Using a Broody Chicken???????

Discussion in 'Geese' started by JordanFamily, Apr 30, 2011.

  1. JordanFamily

    JordanFamily Chillin' With My Peeps

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    Feb 4, 2008
    Harrisonville, MO
    I have a chicken that is broody and was wondering yalls ideas on putting Sebastopol eggs under her? She is a medium sized standard hen. So do you think it would work? Do you think I should only let her set on them for a while or hatch them out completely? Is that even possible? How many should I give her? I know I will have to make sure they are getting turned but how often??? Thanks
     
  2. Judy

    Judy Moderator Staff Member

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    Feb 5, 2009
    South Georgia
    About the only thing I'm sure of is you don't have to turn them. Mama does this and all the rest of the work. She'll do better in a private pen where the others won't bother her, and she does need to get up daily for food, water, to poop, and to get just a little exercise. Usually she will do this on her own but occasionally you get a broody who would sit there and starve if you didn't intervene.

    I know chickens have hatched duck eggs so I don't see why she couldn't hatch goose eggs. She will even raise them, at least at first. How many is just going to be a matter of what she can cover. A good sized chicken can cover maybe 10 chicken eggs well. I don't even know how big a goose egg is!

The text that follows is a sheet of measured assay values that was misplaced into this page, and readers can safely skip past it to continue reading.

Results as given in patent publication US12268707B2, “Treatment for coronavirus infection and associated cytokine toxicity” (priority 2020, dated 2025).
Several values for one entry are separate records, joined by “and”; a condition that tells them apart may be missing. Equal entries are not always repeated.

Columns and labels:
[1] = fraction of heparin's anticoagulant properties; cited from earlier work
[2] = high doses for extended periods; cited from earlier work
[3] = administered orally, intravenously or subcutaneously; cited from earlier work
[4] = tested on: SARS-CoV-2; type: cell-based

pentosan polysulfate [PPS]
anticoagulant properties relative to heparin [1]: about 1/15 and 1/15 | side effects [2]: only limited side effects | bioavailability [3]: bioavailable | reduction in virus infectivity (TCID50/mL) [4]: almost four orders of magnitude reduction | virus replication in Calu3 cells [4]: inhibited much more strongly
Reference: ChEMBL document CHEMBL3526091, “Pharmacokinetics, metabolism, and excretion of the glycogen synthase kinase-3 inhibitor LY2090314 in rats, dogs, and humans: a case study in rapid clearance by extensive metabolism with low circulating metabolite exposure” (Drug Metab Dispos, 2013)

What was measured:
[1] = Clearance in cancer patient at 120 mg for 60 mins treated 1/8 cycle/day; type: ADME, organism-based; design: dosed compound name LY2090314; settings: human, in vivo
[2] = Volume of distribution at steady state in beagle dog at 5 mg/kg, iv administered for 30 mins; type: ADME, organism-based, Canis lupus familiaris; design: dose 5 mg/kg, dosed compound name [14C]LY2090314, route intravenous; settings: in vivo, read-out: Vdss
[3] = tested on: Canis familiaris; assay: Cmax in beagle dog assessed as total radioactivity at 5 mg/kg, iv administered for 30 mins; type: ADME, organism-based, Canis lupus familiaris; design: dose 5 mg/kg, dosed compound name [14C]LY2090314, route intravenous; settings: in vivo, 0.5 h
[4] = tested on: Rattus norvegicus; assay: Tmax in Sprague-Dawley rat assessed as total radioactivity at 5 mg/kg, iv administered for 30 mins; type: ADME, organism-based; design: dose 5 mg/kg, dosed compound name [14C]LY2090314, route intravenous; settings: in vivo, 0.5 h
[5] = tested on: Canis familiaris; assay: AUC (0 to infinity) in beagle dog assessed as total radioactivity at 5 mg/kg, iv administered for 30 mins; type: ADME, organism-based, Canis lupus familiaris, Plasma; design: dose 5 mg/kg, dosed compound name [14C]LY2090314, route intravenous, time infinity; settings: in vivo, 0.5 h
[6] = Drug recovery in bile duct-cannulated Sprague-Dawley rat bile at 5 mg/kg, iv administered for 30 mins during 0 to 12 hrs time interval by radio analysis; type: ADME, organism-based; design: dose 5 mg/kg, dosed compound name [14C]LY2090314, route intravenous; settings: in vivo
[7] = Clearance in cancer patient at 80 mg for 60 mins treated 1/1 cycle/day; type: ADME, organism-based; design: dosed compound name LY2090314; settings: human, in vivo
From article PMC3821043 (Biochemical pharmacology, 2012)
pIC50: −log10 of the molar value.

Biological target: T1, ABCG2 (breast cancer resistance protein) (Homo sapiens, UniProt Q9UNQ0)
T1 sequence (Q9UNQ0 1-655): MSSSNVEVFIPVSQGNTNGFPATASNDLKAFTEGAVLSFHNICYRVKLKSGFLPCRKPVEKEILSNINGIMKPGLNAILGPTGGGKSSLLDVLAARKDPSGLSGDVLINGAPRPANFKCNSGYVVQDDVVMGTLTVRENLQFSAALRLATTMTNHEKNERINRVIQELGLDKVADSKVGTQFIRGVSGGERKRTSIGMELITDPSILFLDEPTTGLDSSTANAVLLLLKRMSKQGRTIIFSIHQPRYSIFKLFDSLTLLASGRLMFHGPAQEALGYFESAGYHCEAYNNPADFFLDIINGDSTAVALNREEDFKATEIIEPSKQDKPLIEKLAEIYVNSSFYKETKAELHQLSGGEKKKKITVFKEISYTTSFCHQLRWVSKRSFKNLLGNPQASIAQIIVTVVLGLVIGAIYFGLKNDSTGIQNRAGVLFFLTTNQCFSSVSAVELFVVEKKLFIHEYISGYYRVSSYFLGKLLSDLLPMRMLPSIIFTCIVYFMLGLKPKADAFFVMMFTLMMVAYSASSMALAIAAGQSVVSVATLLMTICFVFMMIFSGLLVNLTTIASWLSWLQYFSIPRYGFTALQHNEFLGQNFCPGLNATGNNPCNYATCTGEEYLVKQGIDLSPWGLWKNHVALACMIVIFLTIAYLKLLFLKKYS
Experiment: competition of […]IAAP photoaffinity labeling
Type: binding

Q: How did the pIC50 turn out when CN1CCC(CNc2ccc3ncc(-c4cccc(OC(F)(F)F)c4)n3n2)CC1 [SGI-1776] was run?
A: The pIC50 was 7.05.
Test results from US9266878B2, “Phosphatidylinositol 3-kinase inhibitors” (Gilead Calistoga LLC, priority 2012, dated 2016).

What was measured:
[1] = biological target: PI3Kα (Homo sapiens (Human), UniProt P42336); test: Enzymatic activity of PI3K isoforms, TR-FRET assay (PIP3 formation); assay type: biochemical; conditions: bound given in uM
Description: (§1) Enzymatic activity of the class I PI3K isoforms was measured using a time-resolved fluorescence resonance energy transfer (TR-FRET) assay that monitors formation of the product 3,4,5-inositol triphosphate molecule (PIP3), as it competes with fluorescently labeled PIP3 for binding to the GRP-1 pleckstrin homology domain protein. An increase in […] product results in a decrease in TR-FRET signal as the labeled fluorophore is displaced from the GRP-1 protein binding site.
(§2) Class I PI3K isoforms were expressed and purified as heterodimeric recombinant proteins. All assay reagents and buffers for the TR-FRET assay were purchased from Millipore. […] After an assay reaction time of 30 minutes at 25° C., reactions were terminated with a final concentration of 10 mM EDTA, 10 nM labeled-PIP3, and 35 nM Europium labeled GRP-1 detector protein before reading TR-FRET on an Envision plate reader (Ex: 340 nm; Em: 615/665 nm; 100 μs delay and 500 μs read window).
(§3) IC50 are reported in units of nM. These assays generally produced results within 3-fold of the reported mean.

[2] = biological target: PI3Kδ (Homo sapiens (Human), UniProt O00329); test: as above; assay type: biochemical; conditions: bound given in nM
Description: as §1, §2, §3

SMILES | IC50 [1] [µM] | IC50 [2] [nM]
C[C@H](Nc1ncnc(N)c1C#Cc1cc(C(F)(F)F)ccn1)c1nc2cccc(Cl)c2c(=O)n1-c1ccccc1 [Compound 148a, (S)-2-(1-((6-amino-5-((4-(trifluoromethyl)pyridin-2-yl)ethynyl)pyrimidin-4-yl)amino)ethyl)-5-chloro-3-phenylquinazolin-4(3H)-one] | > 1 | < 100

ETA here's an article on broodies. It even mentions a chicken who had a clutch of chicks and took on some goslings (p. 4 I think.)

    http://www.themodernhomestead.us/article/Broody-Hens-1.html
     
    Last edited by a moderator: Apr 30, 2011
  3. JordanFamily

    JordanFamily Chillin' With My Peeps

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    Feb 4, 2008
    Harrisonville, MO
    Quote:Well a goose egg is at least 4X bigger than a chicken egg so I think I may need to help turn them if she can not.... Is there anyone on here that has used a hen that has advice??? Thanks
     
  4. pete55

    pete55 Chillin' With My Peeps

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    Feb 19, 2011
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    I would advise no more than 3-4 eggs but an ideal way to improve hatching potential. You'd be surprised how well a broody hen will manage to turn the eggs. Think of a tiny warbler incubating a cuckoo egg [​IMG] Just make sure she's fully broody.

    Pete
     

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